The Senate easily defeated a Republican amendment on Thursday that would have let employers opt out of providing any health care coverage that they say violates their conscience or religious beliefs, agreeing to set it aside by a vote of 51 to 48.
The death of the controversial amendment, offered by Sen. Roy Blunt, R-Mo., to transportation legislation, is unlikely to end the acrimonious battle over women’s health. “This fight is not over. I will continue to work with my colleagues on both sides of the aisle and in both chambers of Congress to protect the rights that make our nation great," Blunt said after the vote.
Blunt offered the amendment last month, just before the Obama administration came up with a work-around to rules saying all employers must cover birth control free of cost to women as part of any health insurance offered. Some conservative and religious groups wanted an opt-out for religiously affiliated groups, such as hospitals, but rejected President Obama’s compromise.
Democrats largely have used the issue to say Republicans are restricting women’s access to health care; Republicans say the administration is infringing on religious freedom. The fight has not split purely along party lines, however.
The contraception battle has also dominated the campaign trail. On Wednesday, Republican presidential hopeful Mitt Romney said he opposed the Blunt amendment during an interview on the Ohio News Network. His campaign quickly walked back those comments, saying Romney supported the amendment.
Most Republicans aren’t eager to keep focus on a birth control battle that Democrats view as a political winner. Senate GOP leadership aides say they want to turn the focus back to jobs and the economy, using high gas prices as a way to needle Obama.
House Republicans haven’t moved quickly to undo the contraception rule. The House Energy and Commerce Committee has not scheduled a markup of legislation similar to the Blunt amendment, despite House Speaker John Boehner’s pledge to repeal the contraception rule last month.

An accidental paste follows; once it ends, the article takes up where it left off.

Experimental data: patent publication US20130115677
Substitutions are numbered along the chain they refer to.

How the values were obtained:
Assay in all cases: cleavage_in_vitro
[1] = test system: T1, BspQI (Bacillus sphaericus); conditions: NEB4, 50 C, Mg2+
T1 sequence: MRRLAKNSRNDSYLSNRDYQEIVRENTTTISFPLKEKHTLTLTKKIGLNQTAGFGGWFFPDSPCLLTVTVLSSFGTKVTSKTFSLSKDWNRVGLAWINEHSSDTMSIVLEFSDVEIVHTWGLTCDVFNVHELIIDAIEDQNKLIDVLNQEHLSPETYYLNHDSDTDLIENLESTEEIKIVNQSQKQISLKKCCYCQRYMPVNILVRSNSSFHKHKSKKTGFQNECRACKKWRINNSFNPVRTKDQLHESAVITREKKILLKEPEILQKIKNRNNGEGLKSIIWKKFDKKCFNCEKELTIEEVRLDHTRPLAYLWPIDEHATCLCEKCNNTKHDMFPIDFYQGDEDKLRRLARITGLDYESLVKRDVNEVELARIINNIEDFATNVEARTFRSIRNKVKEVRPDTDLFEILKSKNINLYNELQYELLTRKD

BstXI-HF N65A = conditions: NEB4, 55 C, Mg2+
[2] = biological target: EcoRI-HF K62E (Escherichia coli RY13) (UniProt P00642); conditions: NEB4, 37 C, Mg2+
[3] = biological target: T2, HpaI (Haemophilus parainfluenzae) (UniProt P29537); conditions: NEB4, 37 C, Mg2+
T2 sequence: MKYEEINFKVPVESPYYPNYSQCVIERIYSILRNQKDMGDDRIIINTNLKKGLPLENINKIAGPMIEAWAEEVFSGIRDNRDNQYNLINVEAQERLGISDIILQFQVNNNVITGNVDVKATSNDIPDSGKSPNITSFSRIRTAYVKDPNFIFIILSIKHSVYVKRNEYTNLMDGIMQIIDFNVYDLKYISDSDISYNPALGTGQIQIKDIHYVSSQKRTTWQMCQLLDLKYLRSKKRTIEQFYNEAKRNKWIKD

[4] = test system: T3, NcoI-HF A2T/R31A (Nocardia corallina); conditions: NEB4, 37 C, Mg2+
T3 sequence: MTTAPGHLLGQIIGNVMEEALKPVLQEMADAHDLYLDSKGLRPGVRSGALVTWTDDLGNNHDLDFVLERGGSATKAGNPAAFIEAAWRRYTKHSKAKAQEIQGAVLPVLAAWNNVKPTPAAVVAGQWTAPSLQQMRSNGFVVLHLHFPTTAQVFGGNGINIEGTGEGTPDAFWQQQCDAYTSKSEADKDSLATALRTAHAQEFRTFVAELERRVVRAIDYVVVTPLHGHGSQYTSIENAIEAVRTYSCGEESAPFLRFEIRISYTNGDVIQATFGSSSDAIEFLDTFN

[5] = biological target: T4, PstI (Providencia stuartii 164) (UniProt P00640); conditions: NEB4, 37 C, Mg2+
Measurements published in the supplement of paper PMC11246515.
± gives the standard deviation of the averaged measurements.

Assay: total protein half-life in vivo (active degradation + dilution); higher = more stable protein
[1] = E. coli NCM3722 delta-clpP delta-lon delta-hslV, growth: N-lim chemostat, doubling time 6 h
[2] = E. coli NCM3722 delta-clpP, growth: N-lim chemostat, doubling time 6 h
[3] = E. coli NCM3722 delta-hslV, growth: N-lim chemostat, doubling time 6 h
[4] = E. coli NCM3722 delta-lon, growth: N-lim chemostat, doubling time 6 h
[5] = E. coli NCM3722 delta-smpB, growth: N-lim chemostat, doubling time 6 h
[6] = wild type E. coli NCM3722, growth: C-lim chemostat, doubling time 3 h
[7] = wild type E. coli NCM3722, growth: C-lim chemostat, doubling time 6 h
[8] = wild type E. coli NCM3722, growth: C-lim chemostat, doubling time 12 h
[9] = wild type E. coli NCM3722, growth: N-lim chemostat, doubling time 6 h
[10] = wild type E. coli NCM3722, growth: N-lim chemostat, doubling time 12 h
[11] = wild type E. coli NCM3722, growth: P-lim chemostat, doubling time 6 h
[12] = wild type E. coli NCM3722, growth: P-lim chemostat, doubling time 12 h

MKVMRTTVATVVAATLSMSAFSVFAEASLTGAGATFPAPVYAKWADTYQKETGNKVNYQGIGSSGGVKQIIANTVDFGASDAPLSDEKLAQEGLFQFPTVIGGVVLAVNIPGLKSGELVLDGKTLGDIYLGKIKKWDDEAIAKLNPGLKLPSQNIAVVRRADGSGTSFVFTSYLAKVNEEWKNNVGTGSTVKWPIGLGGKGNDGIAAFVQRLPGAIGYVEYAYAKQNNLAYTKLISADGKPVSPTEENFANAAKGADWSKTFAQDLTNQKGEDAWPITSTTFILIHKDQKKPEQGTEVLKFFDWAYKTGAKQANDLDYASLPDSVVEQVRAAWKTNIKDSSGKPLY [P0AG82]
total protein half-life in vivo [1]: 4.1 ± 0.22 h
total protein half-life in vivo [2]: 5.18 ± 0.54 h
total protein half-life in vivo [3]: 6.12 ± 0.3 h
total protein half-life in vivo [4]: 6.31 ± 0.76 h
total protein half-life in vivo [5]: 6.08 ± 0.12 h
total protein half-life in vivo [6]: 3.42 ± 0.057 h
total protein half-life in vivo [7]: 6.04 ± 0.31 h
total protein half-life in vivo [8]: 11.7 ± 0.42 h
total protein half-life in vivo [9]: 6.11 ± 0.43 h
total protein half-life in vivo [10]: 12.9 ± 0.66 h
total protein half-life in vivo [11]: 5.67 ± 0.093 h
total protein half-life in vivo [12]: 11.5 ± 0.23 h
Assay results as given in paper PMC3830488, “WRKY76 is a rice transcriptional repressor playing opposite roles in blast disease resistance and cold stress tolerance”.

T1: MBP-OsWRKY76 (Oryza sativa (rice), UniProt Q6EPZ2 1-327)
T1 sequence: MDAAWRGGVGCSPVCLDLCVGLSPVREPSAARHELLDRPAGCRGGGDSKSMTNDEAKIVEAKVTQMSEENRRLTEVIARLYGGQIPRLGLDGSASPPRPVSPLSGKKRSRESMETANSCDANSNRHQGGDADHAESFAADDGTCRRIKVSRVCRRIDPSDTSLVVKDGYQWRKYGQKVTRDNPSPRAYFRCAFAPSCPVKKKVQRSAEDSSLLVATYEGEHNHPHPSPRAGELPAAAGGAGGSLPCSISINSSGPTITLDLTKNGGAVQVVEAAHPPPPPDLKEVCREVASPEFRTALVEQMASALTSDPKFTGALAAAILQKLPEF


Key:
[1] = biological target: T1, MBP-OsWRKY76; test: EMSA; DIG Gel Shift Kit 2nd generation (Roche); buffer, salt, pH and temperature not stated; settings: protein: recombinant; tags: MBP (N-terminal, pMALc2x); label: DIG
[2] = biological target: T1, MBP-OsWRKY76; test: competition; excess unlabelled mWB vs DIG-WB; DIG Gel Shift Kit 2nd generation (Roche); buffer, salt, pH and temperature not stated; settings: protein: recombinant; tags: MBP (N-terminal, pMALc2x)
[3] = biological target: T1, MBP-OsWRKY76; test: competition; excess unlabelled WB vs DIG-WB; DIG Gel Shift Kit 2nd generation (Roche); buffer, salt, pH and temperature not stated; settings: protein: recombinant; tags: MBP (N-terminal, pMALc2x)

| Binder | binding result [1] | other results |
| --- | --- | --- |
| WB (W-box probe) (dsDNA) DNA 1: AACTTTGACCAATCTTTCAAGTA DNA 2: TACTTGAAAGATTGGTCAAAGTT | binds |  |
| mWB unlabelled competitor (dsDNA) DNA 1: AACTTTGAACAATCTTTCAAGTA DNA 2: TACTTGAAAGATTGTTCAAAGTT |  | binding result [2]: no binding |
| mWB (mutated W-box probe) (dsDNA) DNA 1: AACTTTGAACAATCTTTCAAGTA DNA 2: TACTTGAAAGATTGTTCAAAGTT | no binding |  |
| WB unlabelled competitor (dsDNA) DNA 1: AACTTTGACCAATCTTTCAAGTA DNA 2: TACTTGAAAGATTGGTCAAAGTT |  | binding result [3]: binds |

Senators took to the floor ahead of Thursday's vote to voice their positions on the contraception vote. One surprise came from Sen. Susan Collins, R-Maine, who said she would support the Blunt amendment because Health and Human Services Secretary Kathleen Sebelius did not clarify how the rule would apply to religiously affiliated employers who pay for their own health insurance.
“Sadly, the administration once again skirted the answer,” said Collins, whose 2011 voting record National Journal rated most-liberal among Senate Republicans.
Sebelius made an unusual public statement opposing the amendment Wednesday night.
“Any employer could restrict access to any service they say they object to. This is dangerous and wrong,” Sebelius said.
“The Obama administration believes that decisions about medical care should be made by a woman and her doctor, not a woman and her boss. We encourage the Senate to reject this cynical attempt to roll back decades of progress in women’s health.”
Four senators crossed party lines. Democratic Sens. Robert Casey of Pennsylvania, Joe Manchin of West Virginia, and Ben Nelson of Nebraska voted against tabling the amendment. Republican Sen. Olympia Snowe of Maine, who announced her retirement on Wednesday, was the only Republican to vote to table the amendment.
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